The gospel account of Peter denying Jesus Christ three times is one of the most dramatic moments in all of the Bible. What thoughts must have gone through Peter at that moment about himself and about his inadequacies all are something for us to think about as we ourselves prepare for the Passover.
[Darris McNeely] We are approaching the Passover, a very solemn evening that commemorates the death, the suffering of Jesus Christ as the Passover Lamb and as your Savior, and as mine. In the lead up to this, I’m going to begin a series called “Could You Deny Christ?”. I think that is a question that each of us need to examine personally and as we look at what the Scriptures tell us about the central role of Jesus Christ in God’s plan of salvation. I think all of us know that on the night that Christ was betrayed and arrested, Peter, who has a role as a unique, kind of a leader among the other apostles, had come to a moment where he saw himself in a way that he had never done before. Earlier, Jesus had said that Peter would deny Him – Christ – three times, and Peter denied that that would ever happen. He thought that he was above anything like that. But on the evening Christ was arrested, and as Peter followed Him around from the places that Christ was led that night, we find in the gospel accounts that Peter actually did that.
Actually in Luke 22:54 Luke 22:54Then took they him, and led him, and brought him into the high priest's house. And Peter followed afar off.
American King James Version×is the account that brings it down in a very poignant manner here, beginning in verse 54 to 62 (Luke 22:54-62 Luke 22:54-62  Then took they him, and led him, and brought him into the high priest's house. And Peter followed afar off.  And when they had kindled a fire in the middle of the hall, and were set down together, Peter sat down among them.  But a certain maid beheld him as he sat by the fire, and earnestly looked on him, and said, This man was also with him.  And he denied him, saying, Woman, I know him not.  And after a little while another saw him, and said, You are also of them. And Peter said, Man, I am not.  And about the space of one hour after another confidently affirmed, saying, Of a truth this fellow also was with him: for he is a Galilaean.  And Peter said, Man, I know not what you say. And immediately, while he yet spoke, the cock crew.  And the Lord turned, and looked on Peter. And Peter remembered the word of the Lord, how he had said to him, Before the cock crow, you shall deny me thrice.  And Peter went out, and wept bitterly.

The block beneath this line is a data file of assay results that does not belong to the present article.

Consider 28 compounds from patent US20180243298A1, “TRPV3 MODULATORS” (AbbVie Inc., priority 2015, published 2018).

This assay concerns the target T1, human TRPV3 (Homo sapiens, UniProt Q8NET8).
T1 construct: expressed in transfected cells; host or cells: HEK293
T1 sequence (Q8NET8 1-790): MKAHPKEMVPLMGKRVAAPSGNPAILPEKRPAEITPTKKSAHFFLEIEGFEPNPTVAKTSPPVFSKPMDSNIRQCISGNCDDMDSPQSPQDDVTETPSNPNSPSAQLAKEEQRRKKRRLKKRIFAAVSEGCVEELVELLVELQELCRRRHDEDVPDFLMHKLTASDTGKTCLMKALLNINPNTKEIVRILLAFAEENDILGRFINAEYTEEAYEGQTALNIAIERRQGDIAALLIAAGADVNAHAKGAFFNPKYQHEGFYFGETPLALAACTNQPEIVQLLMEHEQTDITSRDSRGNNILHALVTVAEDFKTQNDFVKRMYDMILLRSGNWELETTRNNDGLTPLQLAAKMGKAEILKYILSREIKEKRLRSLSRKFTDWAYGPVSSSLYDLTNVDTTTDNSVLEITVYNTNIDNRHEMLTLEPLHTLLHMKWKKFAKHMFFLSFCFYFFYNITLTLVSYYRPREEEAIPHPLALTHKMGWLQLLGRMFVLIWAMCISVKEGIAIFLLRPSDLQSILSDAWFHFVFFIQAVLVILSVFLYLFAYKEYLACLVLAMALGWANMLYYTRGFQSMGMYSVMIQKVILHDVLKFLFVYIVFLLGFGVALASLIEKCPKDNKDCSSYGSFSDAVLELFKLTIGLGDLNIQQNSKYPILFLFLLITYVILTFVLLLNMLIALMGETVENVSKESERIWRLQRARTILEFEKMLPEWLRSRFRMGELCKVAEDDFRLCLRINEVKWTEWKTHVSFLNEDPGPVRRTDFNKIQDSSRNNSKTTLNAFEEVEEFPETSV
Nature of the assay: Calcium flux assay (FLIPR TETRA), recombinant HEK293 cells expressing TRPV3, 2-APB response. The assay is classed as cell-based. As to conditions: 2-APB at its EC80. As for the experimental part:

American King James Version×). “Having arrested Him,” meaning Christ, “they led Him and brought Him into the high priest’s house. But Peter followed at a distance,” watching what was taking place. And “they kindled a fire in the midst of the courtyard and sat down together, Peter sat among them. And a certain servant girl, seeing him as he sat by the fire, looked intently at him and said, ‘This man was with him also.’” She recognized Peter for who he was as one of the disciples. But, verse 57, “Peter denied Him, saying, ‘Woman, I do not know Him.’” That’s the first denial, verse 54.
A little while later, “another saw him and said, ‘You also are of them,’ but Peter said, ‘Man, I am not!’” That’s denial number 2. Verse 59, “Then after about an hour had passed, another confidently affirmed, saying, ‘Surely this fellow also was with Him, for he is a Galilean,’” – meaning Peter, and he was. “But Peter said, ‘Man, I do not know what you’re saying.’” That’s number three. “When he spoke this, immediately,” the Scripture tells us, “while he was speaking, the rooster crowed. And the Lord turned and looked at Peter. And Peter remembered the word of the Lord, how He has said to him, ‘Before the rooster crows, you will deny me three times.’ Peter went out and wept bitterly.”
It’s one of the most dramatic moments in all of the gospels, actually, in all of the Bible – where Peter denied Christ three times and on that third time, the Lord turned and looked across that courtyard, into the eyes of Peter, and Peter literally, essentially, melted before His Lord. And he left bitterly.
The thoughts that must have gone through him at that moment about himself and about his inadequacies all are something for us to think about as we ourselves prepare for the Passover, and to remember the suffering and the death of Jesus Christ. Join us on the next in this series when we will talk more about the question, “Could you deny Christ?”
That’s BT Daily. Join us next time.